Each day, nephrologists witness a growing number of pre-ESRD patients at risk, hear the stipulations of increasingly empowered patients and wait for the particulars of an evolving reimbursement environment to become apparent.
While the exact results to changes in reimbursement are still uncertain, and patients continue to engage in their health care decisions and care at a deeper level, one aspect becomes certain.
Change is coming. Most, if not all, changes taking place highlight the need for expanded practices with a greater focus on patients at home.
The Journey Home
Bundled reimbursement requires providers to rethink how to treat their patients and manage their businesses. The Medicare Improvements for Patients and Providers Act of 2008 (MIPPA) expands the bundle of covered services for End Stage Renal Disease (ESRD) to include medications that, until this point, had been excluded and were reimbursed as separately billable drugs. As providers explore ways to right-size their resources with the best possible treatment for each patient, peritoneal dialysis (PD) offers an effective and viable lever to pull.
MIPPA also provides an education benefit for Medicare recipients diagnosed with Stage 4 Chronic Kidney Disease (CKD) beginning in 2010. This benefit empowers patients to take greater responsibility in their disease and provides them with the necessary information to make informed decisions about the various types of dialysis modalities available. Several studies have shown patients who are objectively informed about dialysis modality options and given free choice more often choose PD home therapy or other self-care dialysis than do uninformed patients.
Rule changes by the Centers for Medicare & Medicaid Services (CMS) to the Conditions for Coverage guidelines for dialysis providers who participate in the Medicare payment system reflect the clinical advances in dialysis therapy and place greater emphasis on quality outcomes, patient empowerment, home as the preferred place of therapy, and administrative processes. This, too, will impact all ESRD facilities participating in the Medicare program.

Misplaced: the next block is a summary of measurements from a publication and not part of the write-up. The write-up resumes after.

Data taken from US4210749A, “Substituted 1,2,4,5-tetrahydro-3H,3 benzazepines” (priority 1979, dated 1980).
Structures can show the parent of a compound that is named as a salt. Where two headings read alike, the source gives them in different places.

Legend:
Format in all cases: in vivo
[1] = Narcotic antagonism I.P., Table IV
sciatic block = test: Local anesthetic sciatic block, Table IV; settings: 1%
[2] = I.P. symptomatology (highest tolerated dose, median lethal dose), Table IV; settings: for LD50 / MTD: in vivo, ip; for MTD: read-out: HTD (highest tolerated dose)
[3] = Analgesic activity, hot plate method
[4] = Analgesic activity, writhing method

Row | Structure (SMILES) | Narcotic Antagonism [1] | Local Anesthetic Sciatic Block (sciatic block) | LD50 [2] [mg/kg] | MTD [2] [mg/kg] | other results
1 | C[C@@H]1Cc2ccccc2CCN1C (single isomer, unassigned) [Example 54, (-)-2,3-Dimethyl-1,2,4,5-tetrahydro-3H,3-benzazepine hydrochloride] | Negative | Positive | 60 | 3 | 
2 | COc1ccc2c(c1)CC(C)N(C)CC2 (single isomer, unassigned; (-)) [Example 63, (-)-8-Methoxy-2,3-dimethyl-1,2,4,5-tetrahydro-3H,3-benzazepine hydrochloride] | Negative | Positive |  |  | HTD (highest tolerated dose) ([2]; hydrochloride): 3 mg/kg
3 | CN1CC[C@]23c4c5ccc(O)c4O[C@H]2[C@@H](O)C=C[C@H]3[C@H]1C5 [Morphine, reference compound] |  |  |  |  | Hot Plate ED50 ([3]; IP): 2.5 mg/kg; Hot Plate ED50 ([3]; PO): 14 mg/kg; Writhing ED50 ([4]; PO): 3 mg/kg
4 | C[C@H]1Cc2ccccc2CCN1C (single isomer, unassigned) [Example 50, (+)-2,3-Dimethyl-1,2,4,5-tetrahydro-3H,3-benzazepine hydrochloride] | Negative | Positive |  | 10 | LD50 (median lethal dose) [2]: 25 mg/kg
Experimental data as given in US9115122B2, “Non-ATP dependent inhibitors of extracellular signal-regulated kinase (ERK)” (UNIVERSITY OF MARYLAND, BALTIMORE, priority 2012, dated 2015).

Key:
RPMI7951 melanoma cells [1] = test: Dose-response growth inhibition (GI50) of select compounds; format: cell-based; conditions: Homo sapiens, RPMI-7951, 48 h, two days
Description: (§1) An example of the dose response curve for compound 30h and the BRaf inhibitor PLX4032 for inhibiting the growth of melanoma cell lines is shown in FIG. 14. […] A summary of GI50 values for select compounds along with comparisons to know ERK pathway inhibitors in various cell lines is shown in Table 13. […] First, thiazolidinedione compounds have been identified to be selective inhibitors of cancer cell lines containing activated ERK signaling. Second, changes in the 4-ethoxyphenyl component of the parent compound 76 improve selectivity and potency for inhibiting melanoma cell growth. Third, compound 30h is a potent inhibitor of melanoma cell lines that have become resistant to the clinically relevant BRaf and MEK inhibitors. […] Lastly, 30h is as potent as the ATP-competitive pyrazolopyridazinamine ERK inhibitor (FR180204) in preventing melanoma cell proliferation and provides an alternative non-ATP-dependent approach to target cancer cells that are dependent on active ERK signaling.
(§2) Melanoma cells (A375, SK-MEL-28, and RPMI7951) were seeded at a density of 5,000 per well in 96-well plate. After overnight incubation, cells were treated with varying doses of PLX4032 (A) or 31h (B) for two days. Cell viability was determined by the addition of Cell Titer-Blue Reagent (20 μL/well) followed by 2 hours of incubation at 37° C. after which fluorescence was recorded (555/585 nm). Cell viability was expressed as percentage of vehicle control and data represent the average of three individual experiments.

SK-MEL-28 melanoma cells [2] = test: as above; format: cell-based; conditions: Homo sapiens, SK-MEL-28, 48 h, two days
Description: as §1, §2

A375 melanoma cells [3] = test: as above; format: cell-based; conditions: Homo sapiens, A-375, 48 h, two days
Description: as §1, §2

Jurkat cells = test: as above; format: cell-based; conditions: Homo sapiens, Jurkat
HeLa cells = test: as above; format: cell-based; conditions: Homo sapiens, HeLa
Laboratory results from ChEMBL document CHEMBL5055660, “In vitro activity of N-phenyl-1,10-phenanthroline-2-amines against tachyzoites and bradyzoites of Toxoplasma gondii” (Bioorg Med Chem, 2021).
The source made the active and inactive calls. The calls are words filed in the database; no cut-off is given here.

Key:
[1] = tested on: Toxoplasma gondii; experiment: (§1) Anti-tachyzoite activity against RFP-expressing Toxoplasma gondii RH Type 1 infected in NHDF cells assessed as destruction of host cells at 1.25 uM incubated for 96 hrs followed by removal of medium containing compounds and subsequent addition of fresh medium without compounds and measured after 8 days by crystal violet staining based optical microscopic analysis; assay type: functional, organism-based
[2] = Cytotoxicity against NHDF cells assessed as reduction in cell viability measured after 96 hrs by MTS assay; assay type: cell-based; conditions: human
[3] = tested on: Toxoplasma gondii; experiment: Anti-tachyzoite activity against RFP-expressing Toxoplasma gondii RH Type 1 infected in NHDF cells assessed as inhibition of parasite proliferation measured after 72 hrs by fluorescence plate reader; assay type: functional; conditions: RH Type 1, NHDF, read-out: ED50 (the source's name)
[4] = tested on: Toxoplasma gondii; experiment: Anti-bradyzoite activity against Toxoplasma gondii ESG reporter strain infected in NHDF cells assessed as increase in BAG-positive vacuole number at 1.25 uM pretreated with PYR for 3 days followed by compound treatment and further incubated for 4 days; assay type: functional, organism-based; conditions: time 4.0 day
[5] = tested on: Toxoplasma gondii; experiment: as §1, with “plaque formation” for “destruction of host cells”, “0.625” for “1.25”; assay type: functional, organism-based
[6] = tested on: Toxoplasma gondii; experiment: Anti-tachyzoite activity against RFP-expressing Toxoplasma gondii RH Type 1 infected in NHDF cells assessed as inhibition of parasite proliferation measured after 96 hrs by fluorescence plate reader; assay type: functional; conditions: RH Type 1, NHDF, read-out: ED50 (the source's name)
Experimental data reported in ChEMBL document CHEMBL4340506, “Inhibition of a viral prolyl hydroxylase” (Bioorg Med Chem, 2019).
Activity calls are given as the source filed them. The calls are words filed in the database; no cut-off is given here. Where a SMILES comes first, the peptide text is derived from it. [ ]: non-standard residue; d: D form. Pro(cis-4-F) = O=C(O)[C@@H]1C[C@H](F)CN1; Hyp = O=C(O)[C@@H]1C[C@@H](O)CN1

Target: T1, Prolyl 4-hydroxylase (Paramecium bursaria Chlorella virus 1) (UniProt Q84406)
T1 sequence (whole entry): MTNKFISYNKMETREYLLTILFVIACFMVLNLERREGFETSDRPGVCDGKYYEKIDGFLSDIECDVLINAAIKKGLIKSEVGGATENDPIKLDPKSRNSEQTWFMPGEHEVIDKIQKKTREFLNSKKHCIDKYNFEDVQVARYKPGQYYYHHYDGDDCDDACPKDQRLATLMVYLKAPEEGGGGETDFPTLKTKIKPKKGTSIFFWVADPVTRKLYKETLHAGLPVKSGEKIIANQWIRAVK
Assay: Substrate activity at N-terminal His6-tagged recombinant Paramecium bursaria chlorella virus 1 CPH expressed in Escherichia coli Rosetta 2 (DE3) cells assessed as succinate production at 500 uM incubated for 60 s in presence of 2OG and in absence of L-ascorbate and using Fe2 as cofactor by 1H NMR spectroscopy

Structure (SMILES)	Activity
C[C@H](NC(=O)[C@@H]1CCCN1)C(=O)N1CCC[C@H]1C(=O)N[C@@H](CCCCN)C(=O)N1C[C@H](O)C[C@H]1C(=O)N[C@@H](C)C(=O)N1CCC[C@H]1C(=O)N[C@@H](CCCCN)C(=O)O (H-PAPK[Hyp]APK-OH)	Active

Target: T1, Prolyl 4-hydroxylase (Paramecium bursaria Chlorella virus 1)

CMS anticipates that this rule will promote “patient independence and the use of home dialysis whenever appropriate.” Within the document, they state that greater cost savings for Medicare would result with an increase in the use of PD and that the provisions within this rule “will increase the percentage of patients on home dialysis.”
The revised rules specifically state that, “According to USRDS data, the 2004 hemodialysis per patient per year Medicare costs equal $67,733, while the peritoneal per patient per year costs equal $48,796. Approximately 92 percent of U.S. dialysis patients receive in-center hemodialysis. Based on the difference between 2004 hemodialysis and peritoneal costs, savings of as much as $18,937 per patient per year could be obtained with patients opting for peritoneal dialysis. If 5 percent additional patients were to opt for home peritoneal dialysis, which provides added health and quality of life benefits that could account for 15,464 patients. The potential annual savings for these 5 percent additional patients (15,464 x $18,937) could be as much as $295 million.”